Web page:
Aristotle used Teleology to try to explain the harmony and causes of the natural world. He explained the process in this way.“When we have ascertained the thing’s existence, we inquire as to its nature…when we know the fact we ask the reason.”
Aristotle’s Teleological method was supported widely for over 2,000 years. A scientist once remarked that Aristotelian Teleology “…has been the ghost, the unexplained mystery which has haunted biology through its whole history.” These ancient thinkers would later influence the works of such European scientists, theologians and philosophers as Robert Boyle, William Paley, David Hume, St. Augustine of Hippo, Rabbi Moses ben Maimon, St. Thomas Aquinas, Johannes Kepler, Nicolaus Copernicus and Sir Isaac Newton.
Teleology dominated the search for the nature of the universe until about 1600 A.D. when a challenge appeared with the introduction of theories proposed by astronomers Nicolaus Copernicus, Galileo Galilei, and philosopher Giordano Bruno. These new theories moved man from the center of the heavens to a lesser position. This was contrary to the Catholic Church’s authority and proclamation that man resided at the center of all of God’s creation. When the Roman Inquisition questioned Bruno about his new theory he unfortunately declared in response that Christianity was irrational as it could only be accepted through faith not physical evidence. The Inquisition, in response to his free thinking, condemned him to death and burned him at the stake. This unfortunately was only one of a series of mindless decisions by the Vatican that has haunted its reputation to this day.
The deathblow to Teleology and a radical shift in direction for answers about man and the universe occurred with the advent of Charles Darwin. When Darwin arrived it was clear that he did not think that the universe or man had to be explained in terms of divine purpose. As an ex-clergy student and a new atheist, Darwin set out to overturn the assumption that man and nature were anything but divine. As an illustration of this radical new approach Darwin once posed the question, “What would the astronomer say to the doctrine that the planets moved [not] according to the laws of gravitation, but from the creator having willed each separate planet to move in its particular orbit?”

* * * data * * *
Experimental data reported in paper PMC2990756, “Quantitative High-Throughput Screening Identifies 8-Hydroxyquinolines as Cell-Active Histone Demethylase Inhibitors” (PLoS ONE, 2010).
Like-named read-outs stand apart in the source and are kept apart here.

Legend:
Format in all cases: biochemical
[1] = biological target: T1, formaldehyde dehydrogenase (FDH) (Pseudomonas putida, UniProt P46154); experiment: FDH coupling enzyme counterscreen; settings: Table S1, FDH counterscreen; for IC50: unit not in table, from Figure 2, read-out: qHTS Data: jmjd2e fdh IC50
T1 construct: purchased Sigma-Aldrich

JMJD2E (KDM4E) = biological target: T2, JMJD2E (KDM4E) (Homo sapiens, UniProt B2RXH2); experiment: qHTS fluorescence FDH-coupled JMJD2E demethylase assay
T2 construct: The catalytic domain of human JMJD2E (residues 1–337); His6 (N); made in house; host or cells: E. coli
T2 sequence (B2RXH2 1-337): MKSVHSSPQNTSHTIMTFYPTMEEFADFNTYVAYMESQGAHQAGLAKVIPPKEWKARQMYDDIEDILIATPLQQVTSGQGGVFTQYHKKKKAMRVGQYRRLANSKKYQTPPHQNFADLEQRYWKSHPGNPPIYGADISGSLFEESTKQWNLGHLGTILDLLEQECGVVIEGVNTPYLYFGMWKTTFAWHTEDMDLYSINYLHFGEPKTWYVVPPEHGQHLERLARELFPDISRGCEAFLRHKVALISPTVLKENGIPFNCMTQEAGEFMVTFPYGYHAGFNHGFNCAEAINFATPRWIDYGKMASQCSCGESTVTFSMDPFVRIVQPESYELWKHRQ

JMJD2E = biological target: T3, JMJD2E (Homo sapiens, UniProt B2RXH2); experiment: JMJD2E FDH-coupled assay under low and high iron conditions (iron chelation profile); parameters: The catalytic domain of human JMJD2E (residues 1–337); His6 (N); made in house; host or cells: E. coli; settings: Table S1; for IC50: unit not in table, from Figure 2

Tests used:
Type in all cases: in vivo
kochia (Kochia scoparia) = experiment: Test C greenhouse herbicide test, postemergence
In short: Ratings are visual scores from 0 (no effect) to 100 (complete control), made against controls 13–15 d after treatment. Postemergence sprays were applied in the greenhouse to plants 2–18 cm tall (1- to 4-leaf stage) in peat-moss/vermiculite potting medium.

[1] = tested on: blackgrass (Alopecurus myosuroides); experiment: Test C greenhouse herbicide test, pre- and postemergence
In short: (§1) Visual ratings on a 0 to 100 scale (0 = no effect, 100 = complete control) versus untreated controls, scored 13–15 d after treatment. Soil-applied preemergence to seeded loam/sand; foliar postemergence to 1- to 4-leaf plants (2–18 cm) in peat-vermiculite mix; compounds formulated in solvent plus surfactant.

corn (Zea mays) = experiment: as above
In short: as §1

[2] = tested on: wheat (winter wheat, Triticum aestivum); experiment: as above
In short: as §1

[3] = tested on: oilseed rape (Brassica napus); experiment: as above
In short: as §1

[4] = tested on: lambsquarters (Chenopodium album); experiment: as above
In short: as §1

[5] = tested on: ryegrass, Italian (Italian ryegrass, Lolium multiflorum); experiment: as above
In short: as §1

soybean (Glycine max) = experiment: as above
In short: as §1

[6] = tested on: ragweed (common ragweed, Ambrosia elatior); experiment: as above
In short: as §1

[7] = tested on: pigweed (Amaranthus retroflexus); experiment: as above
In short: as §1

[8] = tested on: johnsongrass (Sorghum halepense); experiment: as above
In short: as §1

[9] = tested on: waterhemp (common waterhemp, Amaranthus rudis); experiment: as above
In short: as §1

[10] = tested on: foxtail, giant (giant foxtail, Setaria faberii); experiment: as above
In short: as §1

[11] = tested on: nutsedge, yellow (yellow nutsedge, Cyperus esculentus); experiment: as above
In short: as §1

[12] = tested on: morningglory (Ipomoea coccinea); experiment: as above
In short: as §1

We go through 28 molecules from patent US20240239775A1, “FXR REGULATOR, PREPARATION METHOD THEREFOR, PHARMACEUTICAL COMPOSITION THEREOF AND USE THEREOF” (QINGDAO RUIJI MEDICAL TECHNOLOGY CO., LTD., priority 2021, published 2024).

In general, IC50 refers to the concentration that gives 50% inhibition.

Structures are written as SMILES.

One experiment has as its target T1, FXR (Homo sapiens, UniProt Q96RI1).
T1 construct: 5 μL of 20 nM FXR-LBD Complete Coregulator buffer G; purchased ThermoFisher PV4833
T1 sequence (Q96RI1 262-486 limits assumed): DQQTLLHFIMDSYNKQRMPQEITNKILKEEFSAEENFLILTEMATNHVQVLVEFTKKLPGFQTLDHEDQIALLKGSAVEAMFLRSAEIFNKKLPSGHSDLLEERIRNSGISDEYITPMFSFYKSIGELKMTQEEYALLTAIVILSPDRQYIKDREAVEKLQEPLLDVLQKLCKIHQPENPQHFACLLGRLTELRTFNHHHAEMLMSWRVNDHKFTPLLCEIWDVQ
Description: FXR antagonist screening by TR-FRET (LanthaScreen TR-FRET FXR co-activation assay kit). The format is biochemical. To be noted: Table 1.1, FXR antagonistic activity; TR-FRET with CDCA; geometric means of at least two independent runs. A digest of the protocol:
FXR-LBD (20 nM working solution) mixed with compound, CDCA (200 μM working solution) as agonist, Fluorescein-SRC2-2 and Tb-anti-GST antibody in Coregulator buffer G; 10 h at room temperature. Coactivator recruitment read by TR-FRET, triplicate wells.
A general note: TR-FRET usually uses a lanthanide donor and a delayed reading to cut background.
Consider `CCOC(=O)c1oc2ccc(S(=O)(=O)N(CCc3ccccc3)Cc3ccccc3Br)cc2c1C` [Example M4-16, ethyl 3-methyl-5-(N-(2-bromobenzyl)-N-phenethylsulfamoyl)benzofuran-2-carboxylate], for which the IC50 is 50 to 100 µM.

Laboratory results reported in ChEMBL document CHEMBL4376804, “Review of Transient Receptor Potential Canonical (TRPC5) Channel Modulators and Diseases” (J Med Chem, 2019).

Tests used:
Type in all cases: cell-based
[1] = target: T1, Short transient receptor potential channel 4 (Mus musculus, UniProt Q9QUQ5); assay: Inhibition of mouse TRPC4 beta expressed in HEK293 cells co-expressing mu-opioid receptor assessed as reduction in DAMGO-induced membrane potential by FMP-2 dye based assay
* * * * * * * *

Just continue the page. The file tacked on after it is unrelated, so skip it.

Darwin introduced his new theory in 1859 in a book titled On the Origin of Species by Means of Natural Selection, or The Preservation of the Favoured Races in the Struggle for Life. When it hit the public arena it was widely viewed as the model of enlightened human reason in the Victorian age. “Origin” rocked the world of science, politics and religion because it seemed to make rational, scientific sense on how life unfolded on this planet. As a consequence, Darwin’s theory was almost impossible to resist and as his evolution theory gained general acceptance it began to dominate all human endeavor and conduct. Today, for better or worse, it forms the basis of all science, biology, politics and philosophy.
An interesting detail about the social effects of Origin’s acceptance by the public is that from 1859 to the present, the number of human beings killed or exterminated by dictators, tyrants and other theory advocates in leadership easily outnumbers all the human beings killed in all the wars ever fought from the dawn of civilization to the theory’s publication. This number easily surpasses 300,000,000 human beings; all massacred by the likes of Mao Tse Tung, Joseph Stalin, and Adolf Hitler. This is a staggering fact.